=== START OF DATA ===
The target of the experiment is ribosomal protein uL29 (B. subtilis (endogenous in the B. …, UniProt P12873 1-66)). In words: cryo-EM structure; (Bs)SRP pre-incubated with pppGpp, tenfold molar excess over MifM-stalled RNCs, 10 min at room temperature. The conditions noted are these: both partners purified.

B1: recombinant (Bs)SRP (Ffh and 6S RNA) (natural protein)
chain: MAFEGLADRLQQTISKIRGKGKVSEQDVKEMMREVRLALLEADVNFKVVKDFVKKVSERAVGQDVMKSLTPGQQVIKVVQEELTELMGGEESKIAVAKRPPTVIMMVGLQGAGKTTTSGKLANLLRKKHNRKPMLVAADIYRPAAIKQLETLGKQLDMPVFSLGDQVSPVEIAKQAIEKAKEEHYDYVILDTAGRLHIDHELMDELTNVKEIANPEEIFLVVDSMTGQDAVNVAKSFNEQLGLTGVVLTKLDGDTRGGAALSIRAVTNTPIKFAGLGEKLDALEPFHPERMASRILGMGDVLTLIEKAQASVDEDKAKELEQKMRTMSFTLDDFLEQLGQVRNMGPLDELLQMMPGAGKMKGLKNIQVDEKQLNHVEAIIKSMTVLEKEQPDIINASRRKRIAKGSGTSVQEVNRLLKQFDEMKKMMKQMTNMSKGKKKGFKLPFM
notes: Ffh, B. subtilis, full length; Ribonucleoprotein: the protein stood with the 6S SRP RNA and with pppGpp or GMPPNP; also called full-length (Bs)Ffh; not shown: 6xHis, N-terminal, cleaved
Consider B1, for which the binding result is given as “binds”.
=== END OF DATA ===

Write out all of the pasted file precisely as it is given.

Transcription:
The target of the experiment is ribosomal protein uL29 (B. subtilis (endogenous in the B. …, UniProt P12873 1-66)). In words: cryo-EM structure; (Bs)SRP pre-incubated with pppGpp, tenfold molar excess over MifM-stalled RNCs, 10 min at room temperature. The conditions noted are these: both partners purified.

B1: recombinant (Bs)SRP (Ffh and 6S RNA) (natural protein)
chain: MAFEGLADRLQQTISKIRGKGKVSEQDVKEMMREVRLALLEADVNFKVVKDFVKKVSERAVGQDVMKSLTPGQQVIKVVQEELTELMGGEESKIAVAKRPPTVIMMVGLQGAGKTTTSGKLANLLRKKHNRKPMLVAADIYRPAAIKQLETLGKQLDMPVFSLGDQVSPVEIAKQAIEKAKEEHYDYVILDTAGRLHIDHELMDELTNVKEIANPEEIFLVVDSMTGQDAVNVAKSFNEQLGLTGVVLTKLDGDTRGGAALSIRAVTNTPIKFAGLGEKLDALEPFHPERMASRILGMGDVLTLIEKAQASVDEDKAKELEQKMRTMSFTLDDFLEQLGQVRNMGPLDELLQMMPGAGKMKGLKNIQVDEKQLNHVEAIIKSMTVLEKEQPDIINASRRKRIAKGSGTSVQEVNRLLKQFDEMKKMMKQMTNMSKGKKKGFKLPFM
notes: Ffh, B. subtilis, full length; Ribonucleoprotein: the protein stood with the 6S SRP RNA and with pppGpp or GMPPNP; also called full-length (Bs)Ffh; not shown: 6xHis, N-terminal, cleaved
Consider B1, for which the binding result is given as “binds”.